Krugman is right to bring these matters up. Markets are not provided by nature. They are constructed -- by laws, rules, and institutions. All of these have moral bases of one sort or another. Hence, all markets are moral, according to someone's sense of morality. The only question is, Whose morality? In contemporary America, it is conservative versus progressive morality that governs forms of economic policy. The systems of morality behind economic policies need to be discussed.
Most Democrats, consciously or mostly unconsciously, use a moral view deriving from an idealized notion of nurturant parenting, a morality based on caring about their fellow citizens, and acting responsibly both for themselves and others with what President Obama has called "an ethic of excellence" -- doing one's best not just for oneself, but for one's family, community, and country, and for the world. Government on this view has two moral missions: to protect and empower everyone equally.
The means is The Public, which provides infrastructure, public education, and regulations to maximize health, protection and justice, a sustainable environment, systems for information and transportation, and so forth. The Public is necessary for The Private, especially private enterprise, which relies on all of the above. The liberal market economy maximizes overall freedom by serving public needs: providing needed products at reasonable prices for reasonable profits, paying workers fairly and treating them well, and serving the communities to which they belong. In short, "the people the economy is supposed to serve" are ordinary citizens. This has been the basis of American democracy from the beginning.
Conservatives hold a different moral perspective, based on an idealized notion of a strict father family. In this model, the father is The Decider, who is in charge, knows right from wrong, and teaches children morality by punishing them painfully when they do wrong, so that they can become disciplined enough to do right and thrive in the market. If they are not well-off, they are not sufficiently disciplined and so cannot be moral: they deserve their poverty. Applied to conservative politics, this yields a moral hierarchy with the wealthy, morally disciplined citizens deservedly on the top.
Democracy is seen as providing liberty, the freedom to seek one's self interest with minimal responsibility for the interests or well-being of others. It is laissez-faire liberty. Responsibility is personal, not social. People should be able to be their own strict fathers, Deciders on their own -- the ideal of conservative populists, who are voting their morality not their economic interests. Those who are needy are assumed to be weak and undisciplined and therefore morally lacking. The most moral people are the rich. The slogan, "Let the market decide," sees the market itself as The Decider, the ultimate authority, where there should be no government power over it to regulate, tax, protect workers, and to impose fines in tort cases. Those with no money are undisciplined, not moral, and so should be punished. The poor can earn redemption only by suffering and thus, supposedly, getting an incentive to do better.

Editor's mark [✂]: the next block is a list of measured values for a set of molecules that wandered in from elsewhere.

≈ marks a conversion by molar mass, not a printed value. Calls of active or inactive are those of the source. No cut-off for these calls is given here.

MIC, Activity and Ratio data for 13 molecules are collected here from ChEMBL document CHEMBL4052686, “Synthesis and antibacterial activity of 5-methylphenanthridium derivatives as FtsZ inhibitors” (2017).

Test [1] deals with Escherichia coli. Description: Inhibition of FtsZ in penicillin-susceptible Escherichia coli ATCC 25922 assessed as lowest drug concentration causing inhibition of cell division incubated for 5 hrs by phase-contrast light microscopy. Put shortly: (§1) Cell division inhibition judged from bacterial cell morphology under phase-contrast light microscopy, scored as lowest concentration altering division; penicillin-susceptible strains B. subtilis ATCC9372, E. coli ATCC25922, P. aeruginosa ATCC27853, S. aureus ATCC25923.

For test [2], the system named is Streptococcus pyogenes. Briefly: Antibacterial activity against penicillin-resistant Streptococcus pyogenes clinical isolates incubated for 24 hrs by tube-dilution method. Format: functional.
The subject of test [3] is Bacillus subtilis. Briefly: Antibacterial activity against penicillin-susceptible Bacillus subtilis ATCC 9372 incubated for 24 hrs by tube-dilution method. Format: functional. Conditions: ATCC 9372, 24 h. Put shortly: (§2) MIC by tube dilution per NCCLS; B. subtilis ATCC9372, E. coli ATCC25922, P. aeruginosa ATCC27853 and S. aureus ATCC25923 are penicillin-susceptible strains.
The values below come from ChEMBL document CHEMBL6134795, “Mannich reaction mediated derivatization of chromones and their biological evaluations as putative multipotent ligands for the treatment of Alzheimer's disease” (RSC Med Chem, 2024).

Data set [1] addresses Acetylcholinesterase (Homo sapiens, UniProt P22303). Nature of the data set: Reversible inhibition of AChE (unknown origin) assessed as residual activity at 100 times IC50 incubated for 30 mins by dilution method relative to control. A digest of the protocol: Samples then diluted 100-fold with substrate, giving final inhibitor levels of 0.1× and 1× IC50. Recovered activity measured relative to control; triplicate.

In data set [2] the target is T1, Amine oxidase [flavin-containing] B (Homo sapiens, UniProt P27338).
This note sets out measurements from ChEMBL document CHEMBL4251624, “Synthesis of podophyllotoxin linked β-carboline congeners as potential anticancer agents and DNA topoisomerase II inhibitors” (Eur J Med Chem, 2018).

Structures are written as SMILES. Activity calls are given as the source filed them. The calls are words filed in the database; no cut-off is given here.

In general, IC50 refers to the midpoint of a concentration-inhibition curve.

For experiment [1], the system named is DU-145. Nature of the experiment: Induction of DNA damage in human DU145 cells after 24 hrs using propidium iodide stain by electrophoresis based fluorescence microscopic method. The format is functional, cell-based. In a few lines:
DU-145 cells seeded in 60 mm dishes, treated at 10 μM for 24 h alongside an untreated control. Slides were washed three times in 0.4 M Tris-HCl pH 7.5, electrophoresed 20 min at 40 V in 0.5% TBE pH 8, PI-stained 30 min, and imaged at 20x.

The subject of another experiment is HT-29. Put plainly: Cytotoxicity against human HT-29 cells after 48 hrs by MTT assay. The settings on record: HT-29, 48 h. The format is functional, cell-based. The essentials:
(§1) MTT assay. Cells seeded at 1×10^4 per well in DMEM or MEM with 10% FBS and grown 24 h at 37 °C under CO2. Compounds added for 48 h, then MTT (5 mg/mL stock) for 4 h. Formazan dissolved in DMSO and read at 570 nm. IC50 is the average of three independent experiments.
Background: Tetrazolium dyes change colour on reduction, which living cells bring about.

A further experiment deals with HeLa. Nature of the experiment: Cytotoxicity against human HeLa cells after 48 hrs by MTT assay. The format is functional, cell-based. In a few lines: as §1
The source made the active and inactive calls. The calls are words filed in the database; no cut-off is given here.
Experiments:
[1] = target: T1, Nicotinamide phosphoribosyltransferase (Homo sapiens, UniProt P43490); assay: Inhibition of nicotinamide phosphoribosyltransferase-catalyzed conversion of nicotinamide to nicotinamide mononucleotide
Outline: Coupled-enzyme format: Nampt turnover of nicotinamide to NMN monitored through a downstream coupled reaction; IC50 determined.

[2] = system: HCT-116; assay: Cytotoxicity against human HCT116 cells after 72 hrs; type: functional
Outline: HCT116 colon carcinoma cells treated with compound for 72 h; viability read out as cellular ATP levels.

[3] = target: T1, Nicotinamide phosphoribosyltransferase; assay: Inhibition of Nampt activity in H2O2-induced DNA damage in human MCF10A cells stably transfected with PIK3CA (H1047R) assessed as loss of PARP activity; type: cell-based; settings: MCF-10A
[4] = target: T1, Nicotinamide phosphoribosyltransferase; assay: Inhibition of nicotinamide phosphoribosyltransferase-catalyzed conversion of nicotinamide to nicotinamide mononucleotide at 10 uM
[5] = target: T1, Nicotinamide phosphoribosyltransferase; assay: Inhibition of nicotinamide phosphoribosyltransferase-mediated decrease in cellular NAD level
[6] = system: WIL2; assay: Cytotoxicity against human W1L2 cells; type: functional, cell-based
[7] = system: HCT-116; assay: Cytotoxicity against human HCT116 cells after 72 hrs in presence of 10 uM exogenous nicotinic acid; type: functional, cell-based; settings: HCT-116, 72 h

If you believe all of this, and if you see the world only from this perspective, then you cannot possibly perceive the deep economic truth that The Public is necessary for The Private, for a decent private life and private enterprise. The denial of this truth, and the desire to eliminate The Public altogether, can unfortunately come naturally and honestly via this moral perspective.Read the rest at Huffington Post
Economics and Morality: Paul Krugman's Framing
by George Lakoff, Richard and Rhoda Goldman Distinguished Professor of Cognitive Science and Linguistics at the University of California at Berkeley, and Elisabeth Wehling, graduate student in the Department of Linguistics, UC Berkeley
I think that this summary of "conservative versus progressive" — really contemporary American neoliberal conservative and contemporary American progressive liberal — is a bit stereotypical. Moreover, it fails to distinguish traditionally political conservatives from Rothbardian/Randian Libertarians, and indeed conflates them, even though there are significant differences. The same can be said for moderate to conservative Democrats, e.g., New Democrats, relative to progressive Democrats.
If I were stating this, I would make clear distinctions and aim for a more neutral characterization of the different frames. All factions sincerely believe that their frame not only represents reality as it is, but also as it ought to be.
Indeed, strange as it may seem, probably most people that are considered criminals do not see themselves as bad or immoral, but just realistic, operating in terms of the law of the jungle with positive law imposed over it as a thin veneer and in the interest of the have's.
However, I think that the point is well taken that the framing issue is at bottom philosophical, and that the different frames are based on differing view of human nature, as well as of morality and ethics. These presuppositions need to be clarified and examined in the light of both reasoning from shared principles, such as are expressed in the founding documents and laws, and scientific knowledge.
And certainly reinforcing your own position by talking about it rather than talking down the opponent's position, which just calls attention to it, is the way to switch on one's own framing in other people's minds and to open those neural pathways.
Clonal also directs us to Manufacturing Public Opinion at Global Economic Intersection. Its not only about propaganda but also cognitive science, worldviews, and personality types. Good read.